Ten lessons I’ve learnt the hard way. By Anita Kapoor
A couple of years ago, and in good faith, I wrote a kick-ass creative concept for a coffee table book, for a leading European appliance brand.
I wrote the original idea minus an official agreement, because I naively did believe in good faith at the time. When it came down to the wire, negotiations made it near impossible to achieve what I had set out to do, forcing me to bow out.
A few months later, the book was published. When I opened the pages, there it was in living colour – my original idea, from cover to cover. With nothing official in place, I’d given my creativity away for free, and it had been used to full advantage.
Reality – and my lack of experience - bit like hell that day, but I count it as the one lesson that taught me the most important things to remember in all my dealings – big or small, personal and professional – through the rest of my life:
1. People don’t snatch bad ideas and many can and do live with passing off original material as their own. So if you’ve got a great idea you want to see through, do something about it. But remember to shut the hell up about it to everyone else.
2. A good lawyer is as essential as loo roll – you have to pay good money for the strong and tough variety because they always manage to clean up the mess.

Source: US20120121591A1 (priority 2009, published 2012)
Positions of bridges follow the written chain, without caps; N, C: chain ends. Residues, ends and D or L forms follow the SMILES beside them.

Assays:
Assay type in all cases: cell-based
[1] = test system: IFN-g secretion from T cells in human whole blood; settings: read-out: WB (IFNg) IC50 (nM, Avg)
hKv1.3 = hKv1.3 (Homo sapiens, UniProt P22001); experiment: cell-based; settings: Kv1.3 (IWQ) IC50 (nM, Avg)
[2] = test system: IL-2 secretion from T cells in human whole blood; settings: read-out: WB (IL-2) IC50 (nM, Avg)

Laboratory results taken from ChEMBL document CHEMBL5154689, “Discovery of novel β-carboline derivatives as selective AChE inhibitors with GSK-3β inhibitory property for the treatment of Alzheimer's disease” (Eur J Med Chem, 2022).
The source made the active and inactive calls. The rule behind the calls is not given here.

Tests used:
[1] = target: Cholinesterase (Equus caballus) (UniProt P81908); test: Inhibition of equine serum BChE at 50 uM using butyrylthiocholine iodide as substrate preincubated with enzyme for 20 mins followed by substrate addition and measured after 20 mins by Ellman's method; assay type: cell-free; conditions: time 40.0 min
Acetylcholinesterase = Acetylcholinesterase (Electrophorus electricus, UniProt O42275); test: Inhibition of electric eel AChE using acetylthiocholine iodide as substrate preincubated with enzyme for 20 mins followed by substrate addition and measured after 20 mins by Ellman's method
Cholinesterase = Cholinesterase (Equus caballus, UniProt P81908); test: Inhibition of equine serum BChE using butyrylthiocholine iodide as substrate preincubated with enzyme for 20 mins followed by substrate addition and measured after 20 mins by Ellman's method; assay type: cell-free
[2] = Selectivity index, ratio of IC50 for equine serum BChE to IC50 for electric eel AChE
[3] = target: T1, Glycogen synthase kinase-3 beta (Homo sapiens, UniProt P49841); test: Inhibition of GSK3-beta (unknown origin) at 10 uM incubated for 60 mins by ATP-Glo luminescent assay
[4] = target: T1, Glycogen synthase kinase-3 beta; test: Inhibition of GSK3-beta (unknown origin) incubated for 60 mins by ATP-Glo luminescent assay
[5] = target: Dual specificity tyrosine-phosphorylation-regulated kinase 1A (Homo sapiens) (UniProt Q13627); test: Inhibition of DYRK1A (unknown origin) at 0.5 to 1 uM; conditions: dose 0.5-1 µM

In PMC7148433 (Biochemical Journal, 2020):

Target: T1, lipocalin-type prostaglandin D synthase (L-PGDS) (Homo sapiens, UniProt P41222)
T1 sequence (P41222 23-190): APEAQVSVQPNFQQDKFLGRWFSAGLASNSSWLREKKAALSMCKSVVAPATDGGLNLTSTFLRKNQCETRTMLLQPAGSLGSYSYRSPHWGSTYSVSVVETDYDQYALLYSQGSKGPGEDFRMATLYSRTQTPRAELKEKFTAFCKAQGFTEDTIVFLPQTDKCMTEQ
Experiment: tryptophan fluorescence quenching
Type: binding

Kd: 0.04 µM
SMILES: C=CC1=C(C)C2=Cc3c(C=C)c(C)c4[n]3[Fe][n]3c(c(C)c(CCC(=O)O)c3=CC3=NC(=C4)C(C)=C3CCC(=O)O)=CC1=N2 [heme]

3. If you’re going to part with your knowledge, then Agreement! Agreement! Agreement! Why? If it’s your idea, then it’s your right. That usually ferrets out the sniffers (those just testing the waters) and the players (or pretenders) and brings the real deal to the table very quickly thereafter.
4. Take the blinders off. Working with a friend, lover or close acquaintance isn’t worth the possible loss. When personal knowledge and expectations (or even lack of) collide – and they always do – someone eventually gets hurt and that someone is usually you.
5. Self-doubt is a crippling void. It shouldn’t be, because most people haven’t a clue about anything anyway. The only way to beat the bull? Educate yourself. Really know stuff. And, then, work it.
6. Be realistic but secure in the knowledge of your worth. From knowing what salary to ask for, how much energy to expend on a person or situation, to understanding what you mean to yourself and others.
7. Find your backbone. Stand up to the things you don’t need to do, the people you don’t need to please, or the situations you have the right to avoid. A spine is a darn good thing.
8. Listen carefully. Being able to articulate is great; the ability to hear what isn’t being said is an even greater skill.
9. No, you don’t have to give the whole story away. You know those people who seem enigmatic? They’re just clever at saying enough to keep you interested. They decide when to reveal what. And so should you.
10. No one wants to hear the truth. Everyone thinks they’re doing it right. That shouldn’t stop you from living your life as genuinely and meaningfully as you can.